Tuesday, December 20

The Dismal Magazine

I have been meaning to say something about this for some time, but I dare not bore my colleagues with my idiosyncrasies, so I will post here briefly and be done with it.

I am continually disappointed by the fact that the Economist magazine is so wildly popular and influential. Disappointed, but not surprised. It is, superficially, a very appealing publication and usefully summarizes a week's worth of news for someone who doesn't have the time or inclination to read daily papers. Despite these undoubted virtues, there is no magazine I won't reach for on a long-haul flight before the Economist: Field & Stream, People, even Parenting. I know that there must be others who can't bring themselves to wade through its smug editorials (yes, the pot recognizes the kettle), its bien pensant capitalism, the anonymous, Magdalen-cabal uniformity of its worldview, and its recycled business news.

To date, however, I've only ever come across two negative critiques of the magazine. The first was Andrew Sullivan's scathing review in The New Republic in 1999, of which I only recently became aware. This article touches on most of the problems I have noticed, but doesn't quite capture the patronizing smarm that infects both the news and editorials (hardly a clean line to begin with); Sullivan calls it "glib," but that is too tame. The second great naysayer is David Frum, who has written at least twice about the Economist's inept surveys of his home country, Canada. I have not been able to locate his 2000 column, which he alludes to in this 2003 column, but assume it is similar. I can't vouch for the Economist's coverage of other countries (though Sullivan's information on their sparse reportorial coverage doesn't augur much good), but when a magazine so thoroughly botches a report on a subject I know well, it makes me question everything else it publishes.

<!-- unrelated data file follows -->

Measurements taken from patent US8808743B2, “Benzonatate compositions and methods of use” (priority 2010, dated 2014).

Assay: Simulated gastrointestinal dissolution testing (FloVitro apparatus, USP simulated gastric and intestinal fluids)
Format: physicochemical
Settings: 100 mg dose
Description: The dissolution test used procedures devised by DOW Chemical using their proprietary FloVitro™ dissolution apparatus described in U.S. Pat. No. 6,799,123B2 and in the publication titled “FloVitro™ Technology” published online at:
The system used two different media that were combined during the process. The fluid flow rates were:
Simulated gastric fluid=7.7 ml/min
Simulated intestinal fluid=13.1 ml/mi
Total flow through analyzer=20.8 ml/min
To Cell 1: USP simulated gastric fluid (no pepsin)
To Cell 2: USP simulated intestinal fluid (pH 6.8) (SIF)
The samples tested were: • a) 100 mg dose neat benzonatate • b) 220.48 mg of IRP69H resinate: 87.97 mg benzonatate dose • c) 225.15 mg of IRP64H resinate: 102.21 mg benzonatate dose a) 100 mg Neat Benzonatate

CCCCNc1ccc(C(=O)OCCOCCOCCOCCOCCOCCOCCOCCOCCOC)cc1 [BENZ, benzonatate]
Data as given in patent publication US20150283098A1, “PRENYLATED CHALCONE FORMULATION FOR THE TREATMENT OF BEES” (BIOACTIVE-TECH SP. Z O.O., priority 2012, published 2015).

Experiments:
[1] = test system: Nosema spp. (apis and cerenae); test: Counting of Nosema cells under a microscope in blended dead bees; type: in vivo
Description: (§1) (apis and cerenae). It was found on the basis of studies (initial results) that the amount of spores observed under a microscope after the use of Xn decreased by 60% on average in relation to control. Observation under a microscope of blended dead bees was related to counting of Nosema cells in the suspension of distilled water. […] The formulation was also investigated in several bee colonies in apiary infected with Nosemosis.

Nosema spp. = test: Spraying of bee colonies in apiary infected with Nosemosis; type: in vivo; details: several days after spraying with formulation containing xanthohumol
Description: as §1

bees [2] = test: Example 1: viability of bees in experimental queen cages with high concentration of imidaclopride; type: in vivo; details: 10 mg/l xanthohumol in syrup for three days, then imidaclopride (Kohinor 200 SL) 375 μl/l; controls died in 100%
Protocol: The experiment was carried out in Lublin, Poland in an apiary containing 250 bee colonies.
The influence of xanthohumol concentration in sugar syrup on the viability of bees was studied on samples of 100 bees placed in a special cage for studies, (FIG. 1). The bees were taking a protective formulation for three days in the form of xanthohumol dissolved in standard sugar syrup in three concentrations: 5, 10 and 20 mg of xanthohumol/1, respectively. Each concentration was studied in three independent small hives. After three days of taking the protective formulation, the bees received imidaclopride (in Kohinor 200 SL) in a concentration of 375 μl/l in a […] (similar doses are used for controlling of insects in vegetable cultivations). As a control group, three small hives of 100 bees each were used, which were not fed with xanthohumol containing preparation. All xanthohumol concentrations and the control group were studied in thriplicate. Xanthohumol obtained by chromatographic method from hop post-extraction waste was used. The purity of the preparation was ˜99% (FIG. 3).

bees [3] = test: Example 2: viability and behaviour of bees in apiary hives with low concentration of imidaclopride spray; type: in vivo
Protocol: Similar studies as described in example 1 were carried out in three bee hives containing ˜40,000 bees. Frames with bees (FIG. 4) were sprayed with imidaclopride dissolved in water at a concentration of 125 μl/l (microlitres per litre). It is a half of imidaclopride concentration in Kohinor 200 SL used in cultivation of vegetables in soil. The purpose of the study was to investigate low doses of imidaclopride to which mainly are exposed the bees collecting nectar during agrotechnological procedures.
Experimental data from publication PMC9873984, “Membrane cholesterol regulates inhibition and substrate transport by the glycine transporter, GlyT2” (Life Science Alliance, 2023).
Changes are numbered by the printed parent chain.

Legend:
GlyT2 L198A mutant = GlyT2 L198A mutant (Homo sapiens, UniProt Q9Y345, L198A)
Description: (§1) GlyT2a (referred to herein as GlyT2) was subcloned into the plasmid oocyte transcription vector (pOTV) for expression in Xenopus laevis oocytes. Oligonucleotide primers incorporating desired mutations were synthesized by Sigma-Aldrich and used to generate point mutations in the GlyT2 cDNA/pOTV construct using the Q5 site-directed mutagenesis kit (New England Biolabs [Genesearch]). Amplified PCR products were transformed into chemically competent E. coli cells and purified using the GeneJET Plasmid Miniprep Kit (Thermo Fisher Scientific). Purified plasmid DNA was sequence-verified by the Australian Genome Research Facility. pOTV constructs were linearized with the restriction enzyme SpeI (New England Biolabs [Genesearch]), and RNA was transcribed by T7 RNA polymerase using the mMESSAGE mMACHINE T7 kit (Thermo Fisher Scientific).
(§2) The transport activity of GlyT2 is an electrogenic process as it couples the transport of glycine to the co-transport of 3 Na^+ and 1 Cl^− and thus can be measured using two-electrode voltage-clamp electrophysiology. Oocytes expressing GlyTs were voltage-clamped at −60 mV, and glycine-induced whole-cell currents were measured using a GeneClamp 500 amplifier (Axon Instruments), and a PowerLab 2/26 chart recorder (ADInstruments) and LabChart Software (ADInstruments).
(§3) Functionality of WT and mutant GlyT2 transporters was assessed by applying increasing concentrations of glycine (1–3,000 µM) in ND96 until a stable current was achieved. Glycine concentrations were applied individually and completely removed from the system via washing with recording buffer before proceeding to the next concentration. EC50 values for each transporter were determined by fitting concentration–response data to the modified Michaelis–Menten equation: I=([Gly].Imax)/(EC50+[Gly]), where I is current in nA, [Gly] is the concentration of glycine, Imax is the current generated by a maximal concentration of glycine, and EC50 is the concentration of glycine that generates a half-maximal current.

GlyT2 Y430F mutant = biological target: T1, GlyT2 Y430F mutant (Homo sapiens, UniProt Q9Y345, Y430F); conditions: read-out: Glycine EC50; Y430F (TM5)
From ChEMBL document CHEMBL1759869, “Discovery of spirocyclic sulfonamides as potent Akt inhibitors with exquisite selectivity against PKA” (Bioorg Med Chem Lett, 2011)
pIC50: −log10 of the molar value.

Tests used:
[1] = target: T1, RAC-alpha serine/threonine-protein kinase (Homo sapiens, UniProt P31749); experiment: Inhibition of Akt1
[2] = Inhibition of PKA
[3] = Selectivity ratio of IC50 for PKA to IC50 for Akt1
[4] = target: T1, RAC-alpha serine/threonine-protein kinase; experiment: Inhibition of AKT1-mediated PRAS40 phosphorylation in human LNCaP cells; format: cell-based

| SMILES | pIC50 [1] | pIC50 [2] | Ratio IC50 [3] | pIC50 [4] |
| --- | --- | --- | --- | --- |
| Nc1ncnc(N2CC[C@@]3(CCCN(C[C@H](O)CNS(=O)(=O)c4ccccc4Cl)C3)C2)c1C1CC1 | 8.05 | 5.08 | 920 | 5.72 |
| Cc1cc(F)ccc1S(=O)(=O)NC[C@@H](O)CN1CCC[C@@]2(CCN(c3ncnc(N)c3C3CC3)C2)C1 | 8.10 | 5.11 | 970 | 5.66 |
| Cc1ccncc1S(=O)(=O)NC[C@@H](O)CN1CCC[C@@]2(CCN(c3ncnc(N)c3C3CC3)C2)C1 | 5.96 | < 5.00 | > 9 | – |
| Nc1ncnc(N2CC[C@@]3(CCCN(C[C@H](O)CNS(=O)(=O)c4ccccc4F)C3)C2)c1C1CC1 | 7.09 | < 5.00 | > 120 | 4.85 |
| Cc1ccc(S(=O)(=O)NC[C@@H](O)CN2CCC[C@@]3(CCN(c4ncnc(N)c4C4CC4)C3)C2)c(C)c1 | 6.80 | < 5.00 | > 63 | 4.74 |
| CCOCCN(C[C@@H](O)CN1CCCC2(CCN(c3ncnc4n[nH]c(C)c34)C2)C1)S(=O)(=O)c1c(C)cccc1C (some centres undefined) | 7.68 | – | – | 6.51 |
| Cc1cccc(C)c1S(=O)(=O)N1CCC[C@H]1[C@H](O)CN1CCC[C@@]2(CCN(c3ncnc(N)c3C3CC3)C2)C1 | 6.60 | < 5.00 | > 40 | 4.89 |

Or maybe it is just the fact that the magazine is invariably described as "conservative." Capitalist, perhaps, but conservative? For goodness sake, the Economist endorsed John Kerry in 2004, and is unwavering in its opposition to capital punishment and its support of same-sex marriage and open borders. As long as I have known it, the magazine has been socially libertarian and economically pseudo-libertarian. It may have been a useful defender of free-markets during the Cold War, but, by the time I encountered it, it had already drifted from its traditional liberal English position to its current squishy Europeanism. On most cultural issues, and almost anything to do with the United States, the magazine is so wet its pages practically drip condescension. It is largely the prospect of having to read their smug pronouncements on the "torture" tizzy, the Tookie Williams execution, or the canonization of David Cameron that keeps me a safe distance from the Economist.

Frum refers to the Economist as "a magazine that for reasons that elude me may well be the most influential in the English-speaking world. In my opinion, however, the only good thing that can be said about the Economist is that after reading it, I find I don't mind the New York Times nearly so much as I usually do." Sullivan's response, which I parroted to begin this post, provides the elusive answer to Frum's bewilderment: "as a weekly compost of world news and economics, it's hard to beat - a kind of Reader's Digest for the upper classes." The bite in this phrase in unmistakable, but it also betrays a grudging admiration and accurately identifies the magazine's great achievement. It is for this reason that I have no problem with other people reading the Economist--it is usually a good indicator of a curious character and a serious outlook and I would probably be much more knowledgeable about world affairs if I read it. I just can't stomach it. My loss, I suppose.

When I raised this topic with David Frum in an old email, he described his position on the Economist as "fulminating in silence." Such has been my position (give or take the odd half-hearted public objection) until now.

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